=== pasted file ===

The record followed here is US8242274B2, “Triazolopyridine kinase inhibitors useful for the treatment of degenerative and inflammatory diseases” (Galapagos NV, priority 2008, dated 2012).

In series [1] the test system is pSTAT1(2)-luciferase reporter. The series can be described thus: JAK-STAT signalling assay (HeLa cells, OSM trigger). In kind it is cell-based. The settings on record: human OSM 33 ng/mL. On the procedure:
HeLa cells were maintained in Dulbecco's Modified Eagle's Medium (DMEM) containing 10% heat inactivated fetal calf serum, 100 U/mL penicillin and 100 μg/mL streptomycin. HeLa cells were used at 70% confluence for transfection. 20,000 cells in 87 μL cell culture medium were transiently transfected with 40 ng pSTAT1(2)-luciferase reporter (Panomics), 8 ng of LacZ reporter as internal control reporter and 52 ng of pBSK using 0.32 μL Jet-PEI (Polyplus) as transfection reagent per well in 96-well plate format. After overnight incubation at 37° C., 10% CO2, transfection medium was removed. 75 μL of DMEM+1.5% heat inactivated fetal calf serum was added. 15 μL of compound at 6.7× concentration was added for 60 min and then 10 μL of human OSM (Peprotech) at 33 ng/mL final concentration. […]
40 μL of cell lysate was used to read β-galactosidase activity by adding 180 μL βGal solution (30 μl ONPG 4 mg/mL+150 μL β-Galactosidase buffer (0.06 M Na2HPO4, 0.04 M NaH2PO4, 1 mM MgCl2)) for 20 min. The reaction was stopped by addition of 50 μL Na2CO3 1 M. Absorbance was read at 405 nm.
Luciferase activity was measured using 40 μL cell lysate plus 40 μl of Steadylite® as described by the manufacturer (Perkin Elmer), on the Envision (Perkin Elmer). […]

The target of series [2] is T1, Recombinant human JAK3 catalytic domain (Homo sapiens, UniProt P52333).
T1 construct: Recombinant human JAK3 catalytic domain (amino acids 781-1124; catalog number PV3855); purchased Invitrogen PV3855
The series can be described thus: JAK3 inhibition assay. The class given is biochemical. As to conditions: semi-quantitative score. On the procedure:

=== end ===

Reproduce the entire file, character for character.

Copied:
The record followed here is US8242274B2, “Triazolopyridine kinase inhibitors useful for the treatment of degenerative and inflammatory diseases” (Galapagos NV, priority 2008, dated 2012).

In series [1] the test system is pSTAT1(2)-luciferase reporter. The series can be described thus: JAK-STAT signalling assay (HeLa cells, OSM trigger). In kind it is cell-based. The settings on record: human OSM 33 ng/mL. On the procedure:
HeLa cells were maintained in Dulbecco's Modified Eagle's Medium (DMEM) containing 10% heat inactivated fetal calf serum, 100 U/mL penicillin and 100 μg/mL streptomycin. HeLa cells were used at 70% confluence for transfection. 20,000 cells in 87 μL cell culture medium were transiently transfected with 40 ng pSTAT1(2)-luciferase reporter (Panomics), 8 ng of LacZ reporter as internal control reporter and 52 ng of pBSK using 0.32 μL Jet-PEI (Polyplus) as transfection reagent per well in 96-well plate format. After overnight incubation at 37° C., 10% CO2, transfection medium was removed. 75 μL of DMEM+1.5% heat inactivated fetal calf serum was added. 15 μL of compound at 6.7× concentration was added for 60 min and then 10 μL of human OSM (Peprotech) at 33 ng/mL final concentration. […]
40 μL of cell lysate was used to read β-galactosidase activity by adding 180 μL βGal solution (30 μl ONPG 4 mg/mL+150 μL β-Galactosidase buffer (0.06 M Na2HPO4, 0.04 M NaH2PO4, 1 mM MgCl2)) for 20 min. The reaction was stopped by addition of 50 μL Na2CO3 1 M. Absorbance was read at 405 nm.
Luciferase activity was measured using 40 μL cell lysate plus 40 μl of Steadylite® as described by the manufacturer (Perkin Elmer), on the Envision (Perkin Elmer). […]

The target of series [2] is T1, Recombinant human JAK3 catalytic domain (Homo sapiens, UniProt P52333).
T1 construct: Recombinant human JAK3 catalytic domain (amino acids 781-1124; catalog number PV3855); purchased Invitrogen PV3855
The series can be described thus: JAK3 inhibition assay. The class given is biochemical. As to conditions: semi-quantitative score. On the procedure: